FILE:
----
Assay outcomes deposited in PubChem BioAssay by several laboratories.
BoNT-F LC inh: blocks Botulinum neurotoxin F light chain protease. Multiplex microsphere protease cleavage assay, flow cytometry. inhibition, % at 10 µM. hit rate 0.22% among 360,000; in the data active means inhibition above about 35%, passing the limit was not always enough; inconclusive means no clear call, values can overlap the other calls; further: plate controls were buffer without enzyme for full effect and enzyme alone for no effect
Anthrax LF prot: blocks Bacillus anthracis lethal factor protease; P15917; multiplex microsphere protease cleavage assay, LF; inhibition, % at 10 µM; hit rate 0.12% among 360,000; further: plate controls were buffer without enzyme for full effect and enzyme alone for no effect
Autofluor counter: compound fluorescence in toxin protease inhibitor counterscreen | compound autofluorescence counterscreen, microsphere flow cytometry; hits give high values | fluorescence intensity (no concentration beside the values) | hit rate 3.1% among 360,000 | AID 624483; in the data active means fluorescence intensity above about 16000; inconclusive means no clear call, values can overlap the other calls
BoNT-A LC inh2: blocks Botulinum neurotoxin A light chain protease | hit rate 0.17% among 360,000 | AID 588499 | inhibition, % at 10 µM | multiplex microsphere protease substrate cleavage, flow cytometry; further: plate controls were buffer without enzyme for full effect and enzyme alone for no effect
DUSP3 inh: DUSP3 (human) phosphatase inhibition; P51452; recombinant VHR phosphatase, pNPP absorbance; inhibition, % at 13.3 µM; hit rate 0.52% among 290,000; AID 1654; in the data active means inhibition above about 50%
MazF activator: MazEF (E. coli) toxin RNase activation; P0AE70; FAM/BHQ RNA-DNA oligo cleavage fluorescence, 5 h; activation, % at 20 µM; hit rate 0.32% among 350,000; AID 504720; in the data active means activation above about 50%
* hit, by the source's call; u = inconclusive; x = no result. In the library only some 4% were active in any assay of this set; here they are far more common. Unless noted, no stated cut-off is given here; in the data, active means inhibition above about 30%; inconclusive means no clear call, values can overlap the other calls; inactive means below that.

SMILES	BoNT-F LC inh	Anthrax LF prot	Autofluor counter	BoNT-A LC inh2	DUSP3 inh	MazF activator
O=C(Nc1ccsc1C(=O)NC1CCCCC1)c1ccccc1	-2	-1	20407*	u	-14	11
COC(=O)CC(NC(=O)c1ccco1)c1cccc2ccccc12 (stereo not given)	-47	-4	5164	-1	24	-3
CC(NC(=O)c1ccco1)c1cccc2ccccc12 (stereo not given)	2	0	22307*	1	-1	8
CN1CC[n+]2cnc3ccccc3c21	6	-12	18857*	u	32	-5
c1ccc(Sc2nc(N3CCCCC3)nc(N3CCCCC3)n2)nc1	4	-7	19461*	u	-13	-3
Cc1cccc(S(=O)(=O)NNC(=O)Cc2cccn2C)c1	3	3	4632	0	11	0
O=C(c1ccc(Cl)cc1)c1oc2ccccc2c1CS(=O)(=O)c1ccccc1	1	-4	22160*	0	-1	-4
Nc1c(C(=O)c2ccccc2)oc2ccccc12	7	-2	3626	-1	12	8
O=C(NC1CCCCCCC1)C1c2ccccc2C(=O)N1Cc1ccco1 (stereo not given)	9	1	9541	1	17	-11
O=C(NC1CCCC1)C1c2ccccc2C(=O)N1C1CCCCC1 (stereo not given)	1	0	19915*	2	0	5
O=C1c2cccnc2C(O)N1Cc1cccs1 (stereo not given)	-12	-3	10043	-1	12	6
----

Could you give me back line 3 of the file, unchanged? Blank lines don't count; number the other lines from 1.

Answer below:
Anthrax LF prot: blocks Bacillus anthracis lethal factor protease; P15917; multiplex microsphere protease cleavage assay, LF; inhibition, % at 10 µM; hit rate 0.12% among 360,000; further: plate controls were buffer without enzyme for full effect and enzyme alone for no effect